Disordered Films, Powders Exhibit Lasing Capabilities
Aaron J. Hand
Semiconductor lasers may be brighter than light-emitting diodes (LEDs), but that advantage certainly comes at a premium. Now researchers at Northwestern University have demonstrated lasing in highly disordered films and powders, a development that should enable the manufacture of brighter displays at a lower cost than that of LEDs.
This amplified image shows how lasing occurs in closed loops when pump power crosses a particular threshold. The excitation spot is ~35 µm in diameter.
The interdisciplinary team recently reported in Applied Physics Letters the laser action in zinc oxide polycrystalline thin films grown directly on an amorphous fused silica substrate. Unlike conventional semiconductor lasers -- which have well-aligned hexagonal grains in films that must be epitaxially grown on templates -- the Northwestern group has demonstrated 380-nm lasing that requires neither epitaxial growth nor templates.
Researchers have since demonstrated the lasing ability in ZnO and gallium nitride powders as well, which can be spread easily on glass, plastic or any other substrate. ZnO, in particular, is inexpensive, readily available and easy to work with, said Robert P.H. Chang, who led the research. He is a professor of materials science and engineering and director of the university's Materials Research Center. The team also includes Hui Cao, an assistant professor of physics and astronomy, and Seng-Tiong Ho, an associate professor of electrical and computer engineering.
"We did the polycrystalline films first," Chang said. "It's pretty poor quality, and yet it works like a charm. So then I said, 'Gee whiz, I don't need it. Zinc powder works, too.' "
Using transmission electron microscopy, the researchers have seen that the ZnO films are highly disordered, with grain sizes ranging from 50 to 150 nm. In the powder experiments, grain sizes averaged 100 nm. Although grain size is important, Chang said, he did not want to go into further detail for proprietary reasons.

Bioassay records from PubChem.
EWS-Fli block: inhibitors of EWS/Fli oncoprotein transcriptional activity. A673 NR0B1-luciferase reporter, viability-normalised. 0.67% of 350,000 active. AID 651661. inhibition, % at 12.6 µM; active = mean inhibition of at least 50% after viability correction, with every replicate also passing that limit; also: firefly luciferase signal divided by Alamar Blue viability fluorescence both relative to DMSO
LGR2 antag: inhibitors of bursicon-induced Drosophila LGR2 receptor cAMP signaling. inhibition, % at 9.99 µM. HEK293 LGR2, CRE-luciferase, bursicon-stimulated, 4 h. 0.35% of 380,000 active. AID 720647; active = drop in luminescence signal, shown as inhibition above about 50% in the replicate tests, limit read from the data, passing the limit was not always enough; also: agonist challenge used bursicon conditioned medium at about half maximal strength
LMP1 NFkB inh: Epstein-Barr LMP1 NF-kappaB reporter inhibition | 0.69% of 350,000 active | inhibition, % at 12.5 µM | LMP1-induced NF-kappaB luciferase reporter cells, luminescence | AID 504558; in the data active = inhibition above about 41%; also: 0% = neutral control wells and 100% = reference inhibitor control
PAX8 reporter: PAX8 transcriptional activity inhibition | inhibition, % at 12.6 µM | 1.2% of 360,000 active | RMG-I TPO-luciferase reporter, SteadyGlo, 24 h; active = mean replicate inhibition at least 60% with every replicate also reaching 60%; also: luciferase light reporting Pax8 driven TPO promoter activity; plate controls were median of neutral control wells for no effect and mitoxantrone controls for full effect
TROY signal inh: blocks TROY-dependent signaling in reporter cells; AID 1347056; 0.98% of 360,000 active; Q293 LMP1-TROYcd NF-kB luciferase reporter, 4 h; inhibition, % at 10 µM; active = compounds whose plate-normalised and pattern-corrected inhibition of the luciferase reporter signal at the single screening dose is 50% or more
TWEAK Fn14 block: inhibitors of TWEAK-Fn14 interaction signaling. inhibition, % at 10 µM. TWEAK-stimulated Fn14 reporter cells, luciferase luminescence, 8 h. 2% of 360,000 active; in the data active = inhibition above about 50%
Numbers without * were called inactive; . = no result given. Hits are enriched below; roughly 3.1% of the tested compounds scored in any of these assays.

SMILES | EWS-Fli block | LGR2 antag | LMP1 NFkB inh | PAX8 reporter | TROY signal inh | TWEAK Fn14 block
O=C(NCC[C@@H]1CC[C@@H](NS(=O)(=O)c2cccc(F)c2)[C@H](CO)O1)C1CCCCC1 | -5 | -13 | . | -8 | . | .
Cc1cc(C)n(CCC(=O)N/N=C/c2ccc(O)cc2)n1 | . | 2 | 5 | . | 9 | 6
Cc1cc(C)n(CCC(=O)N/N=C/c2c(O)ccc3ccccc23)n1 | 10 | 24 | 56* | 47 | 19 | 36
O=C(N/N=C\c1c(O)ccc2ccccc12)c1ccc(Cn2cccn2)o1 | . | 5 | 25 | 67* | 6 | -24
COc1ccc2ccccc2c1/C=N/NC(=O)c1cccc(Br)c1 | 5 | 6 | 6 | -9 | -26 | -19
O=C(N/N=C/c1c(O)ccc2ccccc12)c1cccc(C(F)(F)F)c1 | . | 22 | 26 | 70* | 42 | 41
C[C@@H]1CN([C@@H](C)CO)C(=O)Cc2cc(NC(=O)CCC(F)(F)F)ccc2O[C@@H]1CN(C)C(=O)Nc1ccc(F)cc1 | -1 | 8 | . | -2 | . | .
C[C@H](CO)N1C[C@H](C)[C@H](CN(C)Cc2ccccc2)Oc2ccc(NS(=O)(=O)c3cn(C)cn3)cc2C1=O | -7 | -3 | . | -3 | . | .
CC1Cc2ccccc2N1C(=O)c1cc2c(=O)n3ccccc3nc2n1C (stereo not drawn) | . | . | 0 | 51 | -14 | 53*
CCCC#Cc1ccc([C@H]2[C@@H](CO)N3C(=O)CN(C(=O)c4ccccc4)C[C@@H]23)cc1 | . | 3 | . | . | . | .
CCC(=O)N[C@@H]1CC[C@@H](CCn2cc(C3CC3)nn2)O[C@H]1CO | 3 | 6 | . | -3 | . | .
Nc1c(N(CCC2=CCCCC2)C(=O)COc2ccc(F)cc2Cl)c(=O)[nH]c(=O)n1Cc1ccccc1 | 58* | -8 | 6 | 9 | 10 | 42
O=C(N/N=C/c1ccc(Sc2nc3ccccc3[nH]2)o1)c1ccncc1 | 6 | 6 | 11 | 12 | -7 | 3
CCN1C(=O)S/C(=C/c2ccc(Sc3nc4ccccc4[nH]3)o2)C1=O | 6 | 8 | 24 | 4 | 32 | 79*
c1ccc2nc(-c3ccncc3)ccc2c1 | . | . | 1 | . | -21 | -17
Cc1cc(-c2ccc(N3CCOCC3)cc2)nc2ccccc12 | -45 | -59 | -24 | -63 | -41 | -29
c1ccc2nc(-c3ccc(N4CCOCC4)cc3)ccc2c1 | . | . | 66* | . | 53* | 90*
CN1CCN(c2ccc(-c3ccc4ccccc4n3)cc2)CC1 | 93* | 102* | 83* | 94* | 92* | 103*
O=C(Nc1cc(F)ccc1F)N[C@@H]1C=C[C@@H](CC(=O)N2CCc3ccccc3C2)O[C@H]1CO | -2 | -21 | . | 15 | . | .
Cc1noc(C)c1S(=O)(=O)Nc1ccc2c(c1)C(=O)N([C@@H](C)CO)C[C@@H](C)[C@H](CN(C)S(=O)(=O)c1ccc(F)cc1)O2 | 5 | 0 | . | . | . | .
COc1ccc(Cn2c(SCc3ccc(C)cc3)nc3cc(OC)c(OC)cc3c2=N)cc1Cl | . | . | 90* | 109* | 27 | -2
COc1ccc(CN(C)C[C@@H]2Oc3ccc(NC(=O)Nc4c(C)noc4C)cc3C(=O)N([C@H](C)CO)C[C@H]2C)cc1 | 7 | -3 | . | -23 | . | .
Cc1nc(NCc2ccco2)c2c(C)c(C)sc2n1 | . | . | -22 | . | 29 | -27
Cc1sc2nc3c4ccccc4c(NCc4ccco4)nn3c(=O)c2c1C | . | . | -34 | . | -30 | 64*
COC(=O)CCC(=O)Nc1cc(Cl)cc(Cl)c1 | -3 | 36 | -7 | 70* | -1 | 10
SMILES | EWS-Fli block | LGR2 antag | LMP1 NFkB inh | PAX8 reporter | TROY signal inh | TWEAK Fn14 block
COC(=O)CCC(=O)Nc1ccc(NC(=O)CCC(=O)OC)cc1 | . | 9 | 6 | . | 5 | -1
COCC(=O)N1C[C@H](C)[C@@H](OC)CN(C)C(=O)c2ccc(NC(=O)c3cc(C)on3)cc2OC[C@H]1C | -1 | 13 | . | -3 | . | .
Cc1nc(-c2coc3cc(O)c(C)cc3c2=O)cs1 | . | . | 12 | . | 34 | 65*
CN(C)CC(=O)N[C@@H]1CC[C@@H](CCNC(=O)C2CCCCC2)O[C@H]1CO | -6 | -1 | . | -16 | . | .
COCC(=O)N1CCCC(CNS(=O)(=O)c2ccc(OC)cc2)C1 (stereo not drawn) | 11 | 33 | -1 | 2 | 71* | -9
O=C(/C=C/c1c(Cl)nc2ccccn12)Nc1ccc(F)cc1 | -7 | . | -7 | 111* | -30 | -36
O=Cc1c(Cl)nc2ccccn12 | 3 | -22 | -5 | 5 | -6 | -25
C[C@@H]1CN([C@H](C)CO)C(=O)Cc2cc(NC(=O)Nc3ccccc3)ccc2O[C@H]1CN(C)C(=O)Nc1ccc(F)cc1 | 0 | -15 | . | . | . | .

The experimental setup uses a frequency-tripled mode-locked 355-nm Nd:YAG laser to pump the powder or film. The pump beam is focused on the surface with a spot or stripe of 40 to 100 µm. The powder or film begins to lase as the excitation intensity reaches 400 kW/cm2, although oscillation stops if the excitation area is too small.
Rather than forming well-defined cavities with mirrors, the cavities are self-formed by strong optical scattering in the ZnO material. This is typically considered detrimental to lasing, but the researchers found that particularly strong optical scattering induces lasing by forming closed loop paths for the light.
Unlike other semiconductor lasers, the emission from this laser can be seen from all directions. The powder, in fact, emits three-dimensionally, Chang said. This makes the laser particularly suited for display applications, offering much better viewing angles than typical flat panel displays and emission that is 1000 times brighter than LEDs. With the potential to manufacture the devices so inexpensively, Chang hopes to exploit their capabilities in the toy market. Although an Nd:YAG has been used in research to pump the material, that will have to be changed for practical uses, he said.
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